The hugely successful TIME-OUT project that helped basketball players transition from sport into new careers was a big hit and it is to be relaunched by FIBA Europe with financial support from the EU’s Erasmus+ Sport program.
Aided by numerous partners, including UEFA, TIME-OUT 2.0 will get underway on January 1, 2020, and run for 30 months until June 30, 2022. UEFA’s involvement in this dual career project is notable as it marks the first time it has teamed up with a non-football organization.
FIBA Europe President Turgay Demirel said: “TIME-OUT was a vital program for FIBA and TIME-OUT 2.0 will be, too. It’s one of our roles to help athletes develop as people and professionals once their playing careers come to end. We are very excited about what lies ahead.”
The original TIME-OUT project, launched as a one-off program at FIBA Women’s EuroBasket 2017, had 75 students undertake the FIBA Manager Qualification course over a 14-month period. Additionally, 50 of those students graduated at different levels from a Newcastle Business School course in Leadership and Management from Northumbria University (UK).
TIME-OUT 2.0, which is co-funded by Erasmus+ Sport, aims to promote education in and through sport with a special focus on skills development. The program supports the implementation of the European Guidelines on Dual Careers of Athletes.
Players eager to take a next step in their careers now have a better chance of doing so as they enroll in the TIME-OUT 2.0 program.
A former player himself, FIBA Executive Director Europe Kamil Novak sees a lot of value in the project. He said: “I know what it’s like to go from playing as a professional to entering a new phase. It’s important for the players to know there is life after basketball and part of the onus is on us at FIBA to offer solutions.”
TIME-OUT 2.0 will capitalize on the experience of graduates from the original program by using them in the planning and delivery stages.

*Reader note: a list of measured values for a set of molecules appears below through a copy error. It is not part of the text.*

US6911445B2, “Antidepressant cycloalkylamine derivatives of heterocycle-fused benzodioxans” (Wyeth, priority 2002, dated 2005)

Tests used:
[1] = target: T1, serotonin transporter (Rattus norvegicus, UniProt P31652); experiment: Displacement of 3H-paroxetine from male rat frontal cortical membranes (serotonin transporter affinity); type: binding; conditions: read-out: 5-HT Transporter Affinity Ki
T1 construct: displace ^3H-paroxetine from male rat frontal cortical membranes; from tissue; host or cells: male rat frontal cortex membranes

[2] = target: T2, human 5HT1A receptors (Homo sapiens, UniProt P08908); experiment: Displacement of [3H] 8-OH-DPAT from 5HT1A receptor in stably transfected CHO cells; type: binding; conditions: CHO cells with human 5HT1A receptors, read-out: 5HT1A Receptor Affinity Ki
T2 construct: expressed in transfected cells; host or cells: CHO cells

A total of 40 basketball players will take a specially designed FIBA Manager course, delivered by experts from the Business School of Northumbria University and FIBA. The curriculum will combine the newest FIBA-led training, a Leadership and Management course, and offer opportunities for internships, and a career advisory service with various partner organizations that include the national federations of the Czech Republic (CBF), Italy (FIP), France (FFBB), the Netherlands (NBB) and Hungary (MKOSZ).
Other academic partner organizations in the United Kingdom are Geoff Wilson Consultancy in Northern Ireland, and Talented Athlete Scholarship Scheme (TASS), as well as the German Sports University in Cologne.
In Switzerland, the International Basketball Foundation (IBF) is a social partner while FIBA and UEFA are supporting partners.
FIBA Secretary General Andreas Zagklis said: “TIME-OUT was a big success and something that everyone was keen to have again. It’s a positive for the players as they transition into a different stage in their lives. We at FIBA believe it’s a platform for each of those who participate to build on.”
Potential TIME-OUT 2.0 program candidates must be nominated by their national federations and apply by December 31, 2019. Following individual interviews and assessment of their current qualifications and future ambitions, the 40 players will be announced in March 2020.
The official launch of the TIME-OUT 2.0 project and the first workshop of the new class is planned for June 2020.